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Two-photon fluorescence correlation spectroscopy: method and application to the intracellular environment.

  • Author(s): Berland, KM
  • So, PT
  • Gratton, E
  • et al.
Abstract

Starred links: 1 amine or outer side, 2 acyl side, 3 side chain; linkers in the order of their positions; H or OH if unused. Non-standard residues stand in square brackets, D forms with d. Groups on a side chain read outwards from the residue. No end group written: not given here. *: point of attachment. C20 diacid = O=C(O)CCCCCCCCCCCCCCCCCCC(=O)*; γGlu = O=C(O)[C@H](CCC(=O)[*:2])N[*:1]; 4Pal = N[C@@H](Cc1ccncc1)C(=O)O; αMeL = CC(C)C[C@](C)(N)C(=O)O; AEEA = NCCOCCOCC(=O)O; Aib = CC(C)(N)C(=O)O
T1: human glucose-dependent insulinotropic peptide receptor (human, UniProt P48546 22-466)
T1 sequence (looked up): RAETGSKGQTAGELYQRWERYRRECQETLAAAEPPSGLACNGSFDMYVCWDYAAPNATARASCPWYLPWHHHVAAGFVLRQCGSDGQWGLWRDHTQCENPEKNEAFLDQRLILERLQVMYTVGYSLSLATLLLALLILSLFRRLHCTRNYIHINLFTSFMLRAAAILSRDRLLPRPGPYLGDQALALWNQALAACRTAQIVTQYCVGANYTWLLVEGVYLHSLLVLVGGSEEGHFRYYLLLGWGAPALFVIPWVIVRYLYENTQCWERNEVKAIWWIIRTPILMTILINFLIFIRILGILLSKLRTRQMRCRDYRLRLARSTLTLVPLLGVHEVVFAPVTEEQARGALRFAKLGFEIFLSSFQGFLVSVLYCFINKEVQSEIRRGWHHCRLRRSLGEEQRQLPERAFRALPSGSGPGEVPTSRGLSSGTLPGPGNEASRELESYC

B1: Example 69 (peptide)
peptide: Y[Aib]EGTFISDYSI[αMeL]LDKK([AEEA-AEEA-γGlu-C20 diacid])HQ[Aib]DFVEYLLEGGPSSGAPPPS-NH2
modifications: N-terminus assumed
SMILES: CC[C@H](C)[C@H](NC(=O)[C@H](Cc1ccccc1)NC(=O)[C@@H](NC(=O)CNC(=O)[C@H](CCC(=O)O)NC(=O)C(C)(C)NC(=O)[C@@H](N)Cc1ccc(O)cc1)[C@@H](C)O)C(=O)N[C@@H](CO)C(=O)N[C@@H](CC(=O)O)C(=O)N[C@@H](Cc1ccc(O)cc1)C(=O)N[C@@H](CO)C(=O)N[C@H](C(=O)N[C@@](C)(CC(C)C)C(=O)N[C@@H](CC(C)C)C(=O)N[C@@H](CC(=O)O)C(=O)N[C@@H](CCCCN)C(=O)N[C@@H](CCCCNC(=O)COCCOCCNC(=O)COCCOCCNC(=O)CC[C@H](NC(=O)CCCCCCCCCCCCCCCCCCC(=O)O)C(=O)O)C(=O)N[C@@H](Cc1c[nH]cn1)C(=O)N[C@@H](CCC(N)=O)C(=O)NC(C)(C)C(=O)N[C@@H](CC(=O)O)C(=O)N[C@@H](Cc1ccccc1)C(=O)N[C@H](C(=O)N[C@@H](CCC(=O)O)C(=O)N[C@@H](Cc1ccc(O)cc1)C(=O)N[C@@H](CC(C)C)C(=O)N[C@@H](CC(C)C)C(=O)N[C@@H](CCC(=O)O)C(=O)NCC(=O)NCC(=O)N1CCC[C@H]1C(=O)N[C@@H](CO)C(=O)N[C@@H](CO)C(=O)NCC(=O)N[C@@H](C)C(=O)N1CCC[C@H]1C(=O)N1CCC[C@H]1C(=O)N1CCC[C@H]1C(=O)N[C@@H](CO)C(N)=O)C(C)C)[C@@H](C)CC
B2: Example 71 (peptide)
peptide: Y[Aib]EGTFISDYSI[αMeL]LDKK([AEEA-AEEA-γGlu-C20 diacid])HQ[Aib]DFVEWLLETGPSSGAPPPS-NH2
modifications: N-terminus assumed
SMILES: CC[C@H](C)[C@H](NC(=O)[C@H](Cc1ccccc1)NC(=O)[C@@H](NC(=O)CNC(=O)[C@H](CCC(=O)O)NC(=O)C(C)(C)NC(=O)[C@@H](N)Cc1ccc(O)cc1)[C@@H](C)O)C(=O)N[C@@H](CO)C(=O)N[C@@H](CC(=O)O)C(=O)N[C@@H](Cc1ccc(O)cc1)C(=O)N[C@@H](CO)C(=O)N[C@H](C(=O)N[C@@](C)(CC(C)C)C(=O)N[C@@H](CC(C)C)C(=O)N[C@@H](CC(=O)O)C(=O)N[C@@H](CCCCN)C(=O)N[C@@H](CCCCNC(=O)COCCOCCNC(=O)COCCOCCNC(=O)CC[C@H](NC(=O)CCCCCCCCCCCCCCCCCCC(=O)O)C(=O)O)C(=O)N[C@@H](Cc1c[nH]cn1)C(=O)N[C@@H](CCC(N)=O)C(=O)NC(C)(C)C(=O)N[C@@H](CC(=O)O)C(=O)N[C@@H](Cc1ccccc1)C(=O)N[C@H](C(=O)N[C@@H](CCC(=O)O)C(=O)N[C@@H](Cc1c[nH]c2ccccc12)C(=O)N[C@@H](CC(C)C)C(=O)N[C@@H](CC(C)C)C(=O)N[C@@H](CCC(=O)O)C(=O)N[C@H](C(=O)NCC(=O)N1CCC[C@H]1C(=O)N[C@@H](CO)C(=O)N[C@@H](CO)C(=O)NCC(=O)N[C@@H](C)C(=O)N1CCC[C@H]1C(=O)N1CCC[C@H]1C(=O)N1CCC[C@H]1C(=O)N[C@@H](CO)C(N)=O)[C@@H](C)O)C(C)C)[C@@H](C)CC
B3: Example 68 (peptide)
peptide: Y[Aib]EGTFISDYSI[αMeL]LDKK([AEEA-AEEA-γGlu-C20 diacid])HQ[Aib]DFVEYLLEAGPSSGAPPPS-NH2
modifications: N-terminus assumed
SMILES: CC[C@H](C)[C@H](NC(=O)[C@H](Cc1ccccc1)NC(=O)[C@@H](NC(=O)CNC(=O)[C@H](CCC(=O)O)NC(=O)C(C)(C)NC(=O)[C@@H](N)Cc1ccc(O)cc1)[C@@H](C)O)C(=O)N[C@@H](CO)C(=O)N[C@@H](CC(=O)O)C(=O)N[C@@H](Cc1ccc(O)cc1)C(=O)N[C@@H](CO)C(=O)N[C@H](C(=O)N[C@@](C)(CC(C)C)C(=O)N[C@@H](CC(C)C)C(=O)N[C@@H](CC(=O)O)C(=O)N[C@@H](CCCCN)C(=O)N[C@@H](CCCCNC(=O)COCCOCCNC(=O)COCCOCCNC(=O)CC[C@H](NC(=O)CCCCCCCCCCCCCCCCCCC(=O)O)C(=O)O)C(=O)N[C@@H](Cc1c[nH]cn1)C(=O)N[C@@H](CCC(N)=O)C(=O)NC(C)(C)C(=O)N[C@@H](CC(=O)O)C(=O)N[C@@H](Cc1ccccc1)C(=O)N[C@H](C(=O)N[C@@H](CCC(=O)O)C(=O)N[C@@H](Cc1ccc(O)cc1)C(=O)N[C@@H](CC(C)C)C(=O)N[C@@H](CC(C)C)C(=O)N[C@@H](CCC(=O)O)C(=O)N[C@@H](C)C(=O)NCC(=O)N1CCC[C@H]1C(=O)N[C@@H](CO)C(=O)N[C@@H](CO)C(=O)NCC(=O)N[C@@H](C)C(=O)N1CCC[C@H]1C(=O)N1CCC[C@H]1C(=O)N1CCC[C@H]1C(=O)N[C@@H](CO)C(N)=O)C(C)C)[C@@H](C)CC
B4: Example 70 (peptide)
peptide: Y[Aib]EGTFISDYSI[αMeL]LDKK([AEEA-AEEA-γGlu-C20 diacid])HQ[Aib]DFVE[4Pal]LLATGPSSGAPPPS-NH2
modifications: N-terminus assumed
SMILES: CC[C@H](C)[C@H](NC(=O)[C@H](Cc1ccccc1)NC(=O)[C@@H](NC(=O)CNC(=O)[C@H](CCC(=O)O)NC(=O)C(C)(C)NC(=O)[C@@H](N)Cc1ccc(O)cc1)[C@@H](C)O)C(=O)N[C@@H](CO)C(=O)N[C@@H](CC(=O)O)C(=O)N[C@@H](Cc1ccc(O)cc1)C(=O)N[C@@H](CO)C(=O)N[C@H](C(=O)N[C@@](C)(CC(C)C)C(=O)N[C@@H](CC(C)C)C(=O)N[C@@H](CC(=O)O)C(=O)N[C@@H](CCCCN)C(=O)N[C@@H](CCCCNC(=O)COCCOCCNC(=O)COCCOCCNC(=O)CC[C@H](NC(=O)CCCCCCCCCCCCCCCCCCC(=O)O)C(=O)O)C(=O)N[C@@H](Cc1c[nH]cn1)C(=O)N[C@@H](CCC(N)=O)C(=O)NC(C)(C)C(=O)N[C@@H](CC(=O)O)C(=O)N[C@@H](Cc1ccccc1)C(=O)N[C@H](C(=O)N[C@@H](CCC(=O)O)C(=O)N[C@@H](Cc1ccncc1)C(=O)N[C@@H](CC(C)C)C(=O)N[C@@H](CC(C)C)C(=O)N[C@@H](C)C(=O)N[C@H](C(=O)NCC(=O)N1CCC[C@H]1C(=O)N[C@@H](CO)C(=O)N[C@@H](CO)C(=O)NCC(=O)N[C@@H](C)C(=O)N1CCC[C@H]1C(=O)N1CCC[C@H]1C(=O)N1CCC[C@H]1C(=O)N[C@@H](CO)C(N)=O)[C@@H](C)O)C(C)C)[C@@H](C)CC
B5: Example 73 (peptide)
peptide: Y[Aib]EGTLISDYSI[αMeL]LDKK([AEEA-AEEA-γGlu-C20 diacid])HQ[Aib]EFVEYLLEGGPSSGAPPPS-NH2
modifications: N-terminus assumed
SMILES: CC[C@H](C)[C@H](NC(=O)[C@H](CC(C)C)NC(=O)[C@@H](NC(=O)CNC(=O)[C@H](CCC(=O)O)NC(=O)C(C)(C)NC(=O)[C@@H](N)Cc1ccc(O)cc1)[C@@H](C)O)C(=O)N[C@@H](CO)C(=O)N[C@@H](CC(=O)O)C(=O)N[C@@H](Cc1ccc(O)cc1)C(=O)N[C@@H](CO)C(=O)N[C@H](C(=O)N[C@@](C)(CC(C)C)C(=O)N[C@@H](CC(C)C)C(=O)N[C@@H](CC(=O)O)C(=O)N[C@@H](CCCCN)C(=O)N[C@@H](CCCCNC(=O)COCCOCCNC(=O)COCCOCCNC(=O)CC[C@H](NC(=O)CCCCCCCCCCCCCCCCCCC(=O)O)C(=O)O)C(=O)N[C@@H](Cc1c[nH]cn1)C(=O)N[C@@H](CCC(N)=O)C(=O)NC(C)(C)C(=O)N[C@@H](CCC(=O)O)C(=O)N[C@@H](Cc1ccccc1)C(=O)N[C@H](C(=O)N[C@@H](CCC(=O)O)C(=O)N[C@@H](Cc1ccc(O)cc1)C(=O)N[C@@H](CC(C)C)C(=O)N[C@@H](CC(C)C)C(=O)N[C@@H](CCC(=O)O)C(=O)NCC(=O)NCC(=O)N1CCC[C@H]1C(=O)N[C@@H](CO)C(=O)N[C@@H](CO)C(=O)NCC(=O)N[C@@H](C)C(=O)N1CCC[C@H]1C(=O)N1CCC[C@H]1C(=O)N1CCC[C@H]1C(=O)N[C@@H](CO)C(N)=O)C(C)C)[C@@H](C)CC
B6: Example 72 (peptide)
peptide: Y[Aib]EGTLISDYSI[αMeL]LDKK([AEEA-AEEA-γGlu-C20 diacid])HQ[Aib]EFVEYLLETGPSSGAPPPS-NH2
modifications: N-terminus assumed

We report on the application of two photon molecular excitation to fluorescence correlation spectroscopy. We demonstrate the first fluorescence correlation spectroscopy measurements of translational mobility in the cytoplasm of living cells. Two-photon excitation inherently excites small sample volumes in three dimensions, providing depth discrimination similar to confocal microscopy, without emission pinholes. We demonstrated accurate measurements of the diffusion constant, D, for particles of several different known sizes, in bulk solutions of different viscosity. We then showed measurements of translational diffusion for 7- and 15-nm radius latex beads in the cytoplasm of mouse fibroblast cells. We measured time-dependent diffusion coefficients. When first injected in the cells, the spheres moved from two to five times slower than in water, with average rates of 18 x 10(-8) cm2/s for the 7 nm and 5 x 10(-8) cm2/s for the 15 nm radius spheres. After a few hours, spheres stick to the cells, and the motion slows down 10 to 100 times.

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